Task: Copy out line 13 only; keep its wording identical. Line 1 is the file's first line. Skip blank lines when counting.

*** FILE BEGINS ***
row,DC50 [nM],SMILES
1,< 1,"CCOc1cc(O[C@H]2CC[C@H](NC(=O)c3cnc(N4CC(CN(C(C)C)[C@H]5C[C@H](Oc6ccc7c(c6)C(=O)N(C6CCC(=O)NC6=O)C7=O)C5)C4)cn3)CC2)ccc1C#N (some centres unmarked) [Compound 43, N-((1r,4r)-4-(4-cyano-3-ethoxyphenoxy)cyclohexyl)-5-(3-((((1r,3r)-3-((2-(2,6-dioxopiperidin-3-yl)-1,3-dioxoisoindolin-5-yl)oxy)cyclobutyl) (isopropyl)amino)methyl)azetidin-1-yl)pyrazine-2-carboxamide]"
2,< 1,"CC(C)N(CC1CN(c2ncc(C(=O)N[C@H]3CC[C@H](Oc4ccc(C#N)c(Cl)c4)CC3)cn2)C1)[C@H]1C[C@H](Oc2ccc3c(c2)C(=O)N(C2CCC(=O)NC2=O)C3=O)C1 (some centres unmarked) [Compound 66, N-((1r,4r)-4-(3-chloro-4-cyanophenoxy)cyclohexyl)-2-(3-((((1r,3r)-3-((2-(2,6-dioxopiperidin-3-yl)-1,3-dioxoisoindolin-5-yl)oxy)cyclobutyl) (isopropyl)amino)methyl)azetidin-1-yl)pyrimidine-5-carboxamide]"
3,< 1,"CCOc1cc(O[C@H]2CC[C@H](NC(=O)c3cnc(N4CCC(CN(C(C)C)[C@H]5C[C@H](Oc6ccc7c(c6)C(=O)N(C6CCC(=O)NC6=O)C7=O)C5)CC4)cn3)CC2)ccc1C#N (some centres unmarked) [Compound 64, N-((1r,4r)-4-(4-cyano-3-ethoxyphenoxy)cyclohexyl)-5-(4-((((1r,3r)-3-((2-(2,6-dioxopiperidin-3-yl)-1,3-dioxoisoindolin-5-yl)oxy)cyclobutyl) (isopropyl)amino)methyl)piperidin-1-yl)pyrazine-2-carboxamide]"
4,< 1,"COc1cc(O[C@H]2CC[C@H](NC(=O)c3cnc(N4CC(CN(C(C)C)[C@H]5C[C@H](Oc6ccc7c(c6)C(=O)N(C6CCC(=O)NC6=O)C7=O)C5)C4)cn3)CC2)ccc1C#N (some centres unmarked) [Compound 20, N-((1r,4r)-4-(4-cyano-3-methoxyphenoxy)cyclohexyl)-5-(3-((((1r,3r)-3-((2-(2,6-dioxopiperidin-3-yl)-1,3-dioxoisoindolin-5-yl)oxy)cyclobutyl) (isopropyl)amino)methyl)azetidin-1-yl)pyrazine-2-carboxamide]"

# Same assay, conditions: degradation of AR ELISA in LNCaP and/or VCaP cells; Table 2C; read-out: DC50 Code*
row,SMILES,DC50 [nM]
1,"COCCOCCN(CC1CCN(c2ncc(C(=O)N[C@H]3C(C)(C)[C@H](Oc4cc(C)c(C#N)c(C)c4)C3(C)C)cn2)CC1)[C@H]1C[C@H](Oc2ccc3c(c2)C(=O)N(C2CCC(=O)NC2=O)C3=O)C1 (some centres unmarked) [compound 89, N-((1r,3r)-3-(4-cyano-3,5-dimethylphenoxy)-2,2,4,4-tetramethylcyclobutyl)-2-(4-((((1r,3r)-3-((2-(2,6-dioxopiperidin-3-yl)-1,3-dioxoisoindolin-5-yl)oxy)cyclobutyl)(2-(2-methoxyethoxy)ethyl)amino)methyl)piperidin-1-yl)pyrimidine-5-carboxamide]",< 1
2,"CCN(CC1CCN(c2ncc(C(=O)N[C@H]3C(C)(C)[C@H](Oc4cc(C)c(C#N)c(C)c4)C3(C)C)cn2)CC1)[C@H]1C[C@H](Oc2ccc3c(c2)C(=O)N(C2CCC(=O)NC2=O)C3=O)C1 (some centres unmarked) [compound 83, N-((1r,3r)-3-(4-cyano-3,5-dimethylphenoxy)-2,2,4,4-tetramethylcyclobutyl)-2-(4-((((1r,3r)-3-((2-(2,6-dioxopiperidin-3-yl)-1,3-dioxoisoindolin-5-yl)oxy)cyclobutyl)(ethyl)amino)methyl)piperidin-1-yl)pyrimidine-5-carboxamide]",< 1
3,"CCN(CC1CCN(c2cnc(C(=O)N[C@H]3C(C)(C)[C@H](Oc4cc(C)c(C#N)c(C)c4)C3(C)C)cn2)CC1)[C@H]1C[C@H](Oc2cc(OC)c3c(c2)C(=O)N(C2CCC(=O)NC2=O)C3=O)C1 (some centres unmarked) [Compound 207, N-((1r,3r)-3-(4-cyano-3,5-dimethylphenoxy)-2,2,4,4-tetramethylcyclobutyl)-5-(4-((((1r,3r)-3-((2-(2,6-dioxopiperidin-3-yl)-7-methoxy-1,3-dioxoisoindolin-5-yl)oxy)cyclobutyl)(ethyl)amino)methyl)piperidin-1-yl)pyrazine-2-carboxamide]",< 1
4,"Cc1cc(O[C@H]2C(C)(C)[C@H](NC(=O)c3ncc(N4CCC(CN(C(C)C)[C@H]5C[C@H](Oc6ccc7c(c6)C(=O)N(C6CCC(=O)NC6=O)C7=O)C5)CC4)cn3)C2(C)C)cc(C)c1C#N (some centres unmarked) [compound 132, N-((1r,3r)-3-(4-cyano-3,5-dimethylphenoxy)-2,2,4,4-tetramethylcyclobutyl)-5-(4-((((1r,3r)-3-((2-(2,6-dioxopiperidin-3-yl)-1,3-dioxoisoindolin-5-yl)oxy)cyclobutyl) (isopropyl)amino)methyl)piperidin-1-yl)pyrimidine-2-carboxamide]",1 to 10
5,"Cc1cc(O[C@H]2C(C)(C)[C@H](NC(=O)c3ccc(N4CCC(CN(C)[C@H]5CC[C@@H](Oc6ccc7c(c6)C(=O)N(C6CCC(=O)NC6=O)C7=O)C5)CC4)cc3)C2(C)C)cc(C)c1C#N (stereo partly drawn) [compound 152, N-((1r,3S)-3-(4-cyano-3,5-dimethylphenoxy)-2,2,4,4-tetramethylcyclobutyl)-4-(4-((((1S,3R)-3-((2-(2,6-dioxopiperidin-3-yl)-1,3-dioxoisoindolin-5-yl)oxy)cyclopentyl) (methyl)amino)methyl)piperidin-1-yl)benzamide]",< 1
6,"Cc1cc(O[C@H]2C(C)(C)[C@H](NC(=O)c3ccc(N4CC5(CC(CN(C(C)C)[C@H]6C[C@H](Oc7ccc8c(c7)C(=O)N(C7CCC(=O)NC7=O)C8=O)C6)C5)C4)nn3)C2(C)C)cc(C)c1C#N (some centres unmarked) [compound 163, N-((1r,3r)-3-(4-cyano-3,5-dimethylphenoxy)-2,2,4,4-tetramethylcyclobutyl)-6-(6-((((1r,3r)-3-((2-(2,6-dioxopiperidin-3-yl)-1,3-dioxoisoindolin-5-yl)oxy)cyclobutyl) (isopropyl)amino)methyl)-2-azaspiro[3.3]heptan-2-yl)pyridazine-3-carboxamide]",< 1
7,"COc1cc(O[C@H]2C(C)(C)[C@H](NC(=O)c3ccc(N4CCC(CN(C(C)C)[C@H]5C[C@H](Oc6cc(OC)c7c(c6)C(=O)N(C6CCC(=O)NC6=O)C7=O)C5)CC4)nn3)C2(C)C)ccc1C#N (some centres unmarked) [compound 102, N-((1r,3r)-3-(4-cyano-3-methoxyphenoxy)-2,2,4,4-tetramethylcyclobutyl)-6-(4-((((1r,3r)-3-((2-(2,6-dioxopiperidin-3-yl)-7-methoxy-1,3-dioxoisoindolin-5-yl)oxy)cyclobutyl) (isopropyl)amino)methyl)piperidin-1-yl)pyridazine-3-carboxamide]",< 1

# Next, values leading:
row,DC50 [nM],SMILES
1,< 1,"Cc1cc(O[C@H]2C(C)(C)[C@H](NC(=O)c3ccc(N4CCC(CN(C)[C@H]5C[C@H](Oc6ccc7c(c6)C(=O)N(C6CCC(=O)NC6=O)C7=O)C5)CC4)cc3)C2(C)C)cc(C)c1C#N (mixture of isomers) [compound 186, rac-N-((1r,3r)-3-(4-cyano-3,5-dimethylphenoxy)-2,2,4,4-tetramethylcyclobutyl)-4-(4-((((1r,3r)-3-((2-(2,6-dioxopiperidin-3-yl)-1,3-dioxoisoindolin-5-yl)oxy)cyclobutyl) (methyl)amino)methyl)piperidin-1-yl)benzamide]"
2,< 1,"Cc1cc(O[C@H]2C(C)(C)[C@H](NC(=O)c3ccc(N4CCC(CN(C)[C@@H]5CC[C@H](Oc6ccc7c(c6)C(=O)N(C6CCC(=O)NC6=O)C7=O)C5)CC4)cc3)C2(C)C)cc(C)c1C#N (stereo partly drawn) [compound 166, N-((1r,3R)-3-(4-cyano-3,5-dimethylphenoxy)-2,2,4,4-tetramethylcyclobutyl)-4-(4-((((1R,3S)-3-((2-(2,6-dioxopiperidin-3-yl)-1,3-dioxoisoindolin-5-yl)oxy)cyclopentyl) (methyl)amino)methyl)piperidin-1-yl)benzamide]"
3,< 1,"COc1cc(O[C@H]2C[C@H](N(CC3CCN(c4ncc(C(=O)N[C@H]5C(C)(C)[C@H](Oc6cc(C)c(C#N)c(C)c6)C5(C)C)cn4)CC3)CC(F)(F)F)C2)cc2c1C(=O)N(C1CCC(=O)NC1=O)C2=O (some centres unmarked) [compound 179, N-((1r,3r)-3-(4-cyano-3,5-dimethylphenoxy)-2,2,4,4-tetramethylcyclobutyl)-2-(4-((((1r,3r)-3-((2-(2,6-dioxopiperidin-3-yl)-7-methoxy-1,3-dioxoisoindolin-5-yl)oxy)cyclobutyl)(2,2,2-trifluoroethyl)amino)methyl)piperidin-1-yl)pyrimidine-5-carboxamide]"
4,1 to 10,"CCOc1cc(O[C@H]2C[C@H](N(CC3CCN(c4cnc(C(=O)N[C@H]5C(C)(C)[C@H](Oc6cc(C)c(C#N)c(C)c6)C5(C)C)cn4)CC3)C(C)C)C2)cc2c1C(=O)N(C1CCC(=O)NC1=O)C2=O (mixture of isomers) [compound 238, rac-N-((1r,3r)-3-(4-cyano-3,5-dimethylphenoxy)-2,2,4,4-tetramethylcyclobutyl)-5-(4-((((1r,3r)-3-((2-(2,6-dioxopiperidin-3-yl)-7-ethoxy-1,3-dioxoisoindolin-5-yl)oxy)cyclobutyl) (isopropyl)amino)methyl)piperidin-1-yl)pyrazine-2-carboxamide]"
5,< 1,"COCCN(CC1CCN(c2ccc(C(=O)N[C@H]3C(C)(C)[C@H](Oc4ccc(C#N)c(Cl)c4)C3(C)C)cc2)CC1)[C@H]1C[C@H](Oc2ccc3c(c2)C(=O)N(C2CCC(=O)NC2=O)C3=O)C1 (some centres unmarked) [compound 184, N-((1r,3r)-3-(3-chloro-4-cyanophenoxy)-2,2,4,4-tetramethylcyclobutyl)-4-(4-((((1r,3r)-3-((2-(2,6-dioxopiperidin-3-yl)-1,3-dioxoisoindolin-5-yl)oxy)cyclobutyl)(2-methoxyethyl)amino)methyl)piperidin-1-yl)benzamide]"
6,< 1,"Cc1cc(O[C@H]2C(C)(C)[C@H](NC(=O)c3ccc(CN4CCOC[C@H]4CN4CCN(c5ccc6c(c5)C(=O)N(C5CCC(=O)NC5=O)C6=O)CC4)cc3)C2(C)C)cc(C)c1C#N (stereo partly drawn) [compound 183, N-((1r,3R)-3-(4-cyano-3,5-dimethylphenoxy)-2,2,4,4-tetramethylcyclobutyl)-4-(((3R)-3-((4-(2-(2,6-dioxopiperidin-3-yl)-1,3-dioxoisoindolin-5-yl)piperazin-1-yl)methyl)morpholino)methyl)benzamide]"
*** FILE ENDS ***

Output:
6,"Cc1cc(O[C@H]2C(C)(C)[C@H](NC(=O)c3ccc(N4CC5(CC(CN(C(C)C)[C@H]6C[C@H](Oc7ccc8c(c7)C(=O)N(C7CCC(=O)NC7=O)C8=O)C6)C5)C4)nn3)C2(C)C)cc(C)c1C#N (some centres unmarked) [compound 163, N-((1r,3r)-3-(4-cyano-3,5-dimethylphenoxy)-2,2,4,4-tetramethylcyclobutyl)-6-(6-((((1r,3r)-3-((2-(2,6-dioxopiperidin-3-yl)-1,3-dioxoisoindolin-5-yl)oxy)cyclobutyl) (isopropyl)amino)methyl)-2-azaspiro[3.3]heptan-2-yl)pyridazine-3-carboxamide]",< 1